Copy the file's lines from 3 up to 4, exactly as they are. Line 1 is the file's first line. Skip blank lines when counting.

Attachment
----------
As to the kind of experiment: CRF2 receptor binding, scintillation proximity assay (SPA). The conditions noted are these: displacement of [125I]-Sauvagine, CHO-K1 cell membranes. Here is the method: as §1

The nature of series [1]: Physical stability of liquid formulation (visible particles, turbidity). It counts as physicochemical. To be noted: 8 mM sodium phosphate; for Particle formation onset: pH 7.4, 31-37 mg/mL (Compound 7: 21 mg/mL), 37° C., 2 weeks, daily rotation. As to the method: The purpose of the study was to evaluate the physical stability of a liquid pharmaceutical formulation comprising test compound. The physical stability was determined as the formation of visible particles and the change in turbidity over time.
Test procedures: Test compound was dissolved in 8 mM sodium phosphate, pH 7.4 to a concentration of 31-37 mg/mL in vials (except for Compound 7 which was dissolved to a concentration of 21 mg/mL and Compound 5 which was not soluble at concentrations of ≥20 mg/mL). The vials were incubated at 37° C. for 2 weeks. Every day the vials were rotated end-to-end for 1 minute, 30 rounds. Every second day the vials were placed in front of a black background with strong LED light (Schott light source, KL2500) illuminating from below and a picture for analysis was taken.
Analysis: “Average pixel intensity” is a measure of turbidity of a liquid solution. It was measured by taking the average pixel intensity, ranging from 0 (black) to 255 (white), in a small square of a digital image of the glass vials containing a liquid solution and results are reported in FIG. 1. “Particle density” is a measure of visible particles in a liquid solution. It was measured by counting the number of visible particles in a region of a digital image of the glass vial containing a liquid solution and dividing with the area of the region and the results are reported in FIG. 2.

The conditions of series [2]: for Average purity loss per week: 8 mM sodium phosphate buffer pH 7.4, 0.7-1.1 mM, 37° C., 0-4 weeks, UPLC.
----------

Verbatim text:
Test procedures: Test compound was dissolved in 8 mM sodium phosphate, pH 7.4 to a concentration of 31-37 mg/mL in vials (except for Compound 7 which was dissolved to a concentration of 21 mg/mL and Compound 5 which was not soluble at concentrations of ≥20 mg/mL). The vials were incubated at 37° C. for 2 weeks. Every day the vials were rotated end-to-end for 1 minute, 30 rounds. Every second day the vials were placed in front of a black background with strong LED light (Schott light source, KL2500) illuminating from below and a picture for analysis was taken.
Analysis: “Average pixel intensity” is a measure of turbidity of a liquid solution. It was measured by taking the average pixel intensity, ranging from 0 (black) to 255 (white), in a small square of a digital image of the glass vials containing a liquid solution and results are reported in FIG. 1. “Particle density” is a measure of visible particles in a liquid solution. It was measured by counting the number of visible particles in a region of a digital image of the glass vial containing a liquid solution and dividing with the area of the region and the results are reported in FIG. 2.